Channelsatisfactionrefers to eitherthe affective eval- strategy. Because channel members are provided the
uation (Schul, Little, and Pride 1985) or cognitive necessary and expected communication for channel
evaluation(Frazier 1983) of the characteristicsof the conditions, as explicated in the preceding discussion
channel relationship(see also Ruekert and Churchill of congruencepropositions,memberswill experience
1984). Commitmentis a multidimensionalconstruct enhanced or greater coordination, satisfaction, and
reflected by the belief in and acceptance of the or- commitment levels. As a result of these greater af-
ganization's goals and values, a willingness to exert fective responses, more effort may be expended on
effort on behalf of the organization,and a strong de- behalf of the manufacturer'sproduct and enhanced
sire to maintainmembershipin the organization(Porter performanceoutcomes will obtain.
et al. 1974). Channel commitment implies a behav- In cell D, needs for lower frequency of commu-
ioral component that reflects an allegiance to a chan- nication and differenttypes of content are met by the
nel relationship(Ulrich 1989). Channel performance autonomousstrategy. Justificationfor an autonomous
is a multidimensionaloutcome measure that can be strategyis given throughoutthe section on congruence
assessed by consideringseveral dimensions including propositions. Additionaljustification for autonomous
effectiveness, equity, productivity (efficiency), and strategies comes from a consideration of costs and
profitability(Bennett 1988). benefits. Because collaborativecommunicationcosts
Current theory suggests that different types of more in terms of time, effort, and money, it may not
channel conditionsare associated with differentlevels be beneficial under conditions of market structures,
of outcomes. In termsof structure,centralizedvertical unsupportive climates, or asymmetrical power. A
marketingsystems (i.e., relationalstructures)are as- manufactureruses autonomouscommunicationunder
sociated with greater levels of coordination (Brown such conditions to get the best outcomes possible at
1981) and greaterefficiency (i.e., a performancemea- the least cost. In this cell, the autonomousstrategyis
sure) (Etgar 1976; Reve and Ster 1986). As to the the best "match"and enhancedoutcomes obtainin the
channel condition of climate, more supportive cli-
mates are associated with higher levels of satisfaction
(Schul, Little, and Pride 1985). In terms of power, 6An implicit assumption to this point is that relational structures,
symmetricalpower is associated with more favorable supportive climates, and symmetrical power are isomorphic, as are
attitudes(i.e., greatersatisfaction)of the partiesin the market structures, unsupportive climates, and asymmetrical power.
However, it is also plausible that these three constructs do not covary
relationship (Dwyer and Walker 1981). Gaski and isomorphically. For example, in relational structures such as suc-
Nevin (1985) found that higher levels of power in cessful franchise systems (e.g., McDonald's), power asymmetry may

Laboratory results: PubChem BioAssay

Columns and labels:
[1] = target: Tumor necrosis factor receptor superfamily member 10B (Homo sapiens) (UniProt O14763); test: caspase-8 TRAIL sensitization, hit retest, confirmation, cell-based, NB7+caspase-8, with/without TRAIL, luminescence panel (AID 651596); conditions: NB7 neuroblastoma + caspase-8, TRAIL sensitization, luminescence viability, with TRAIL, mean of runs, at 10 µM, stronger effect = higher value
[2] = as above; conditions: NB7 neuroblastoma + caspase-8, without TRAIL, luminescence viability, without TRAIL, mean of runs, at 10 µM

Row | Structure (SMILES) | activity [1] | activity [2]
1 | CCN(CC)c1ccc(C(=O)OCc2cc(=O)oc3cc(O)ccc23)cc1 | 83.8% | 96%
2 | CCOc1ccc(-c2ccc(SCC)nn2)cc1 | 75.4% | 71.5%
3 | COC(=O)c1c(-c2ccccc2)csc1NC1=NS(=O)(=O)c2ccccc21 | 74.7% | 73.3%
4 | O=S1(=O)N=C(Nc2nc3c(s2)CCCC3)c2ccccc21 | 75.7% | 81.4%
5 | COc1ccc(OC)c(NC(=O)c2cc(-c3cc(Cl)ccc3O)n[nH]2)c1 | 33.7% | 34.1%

prevail. The section Interactions Between Channel Conditions ex-
general are associated with higher satisfaction and plores combinations such as relational structures and power asym-
performance. metry.

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Channels
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FIGURE2 inventory turnover)for the manufacturer'sproduct.
Proposed Relationships Between Communication Similarly, in cell B, the collaborative communi-
Strategies and Channel Conditions: Implications cation strategy mismatches the needs of the channel
for Outcome Levelsa conditions. High frequency of communicationis un-
COMMUNICATION
necessary under these channel conditions. Also, the
STRATEGY use of informal modes and indirect content is a mis-
Collaborative
match for market structures. The nonenhanced out-
Auto
comes in this cell are not due to communicationin-
CHANNEL CONDITIONS
adequacies (as in cell C), but to communication
overload and higher expectationsfrom channel mem-
Relational Structures,
Supportive Climates, or
bers about the response of other members to com-
Symmetrical Power municationmessages. For instance, if channel mem-
bers are burdenedwith informationoverload and are
given what they perceive to be vague content (i.e.,
indirectmessages), coordinationlevels will be lower,
Market Structures,
satisfactionwill be stifled, and less commitmentwill
Unsupportive Climates, or occur.
Asymmetrical Power The two-stepprocessimpliesthat, eventually,lower
levels of qualitativeoutcomes will have an impact on
performanceoutcomes. The excess energy expended
by channel members on communicationactivities is
"The shaded areas represent enhanced outcome levels, or where in essence a misuse of resources.
communication strategies fit channel conditions. The un-
shaded areas represent nonenhanced outcome levels, or where
A suggestedrank-ordering of the four cells in terms
communication strategies do not fit channel conditions. of relativelevels of channeloutcomes is, from highest
bAutonomous communication strategy: lower frequency, more to lowest: cell A, cell D, cell B, and cell C. This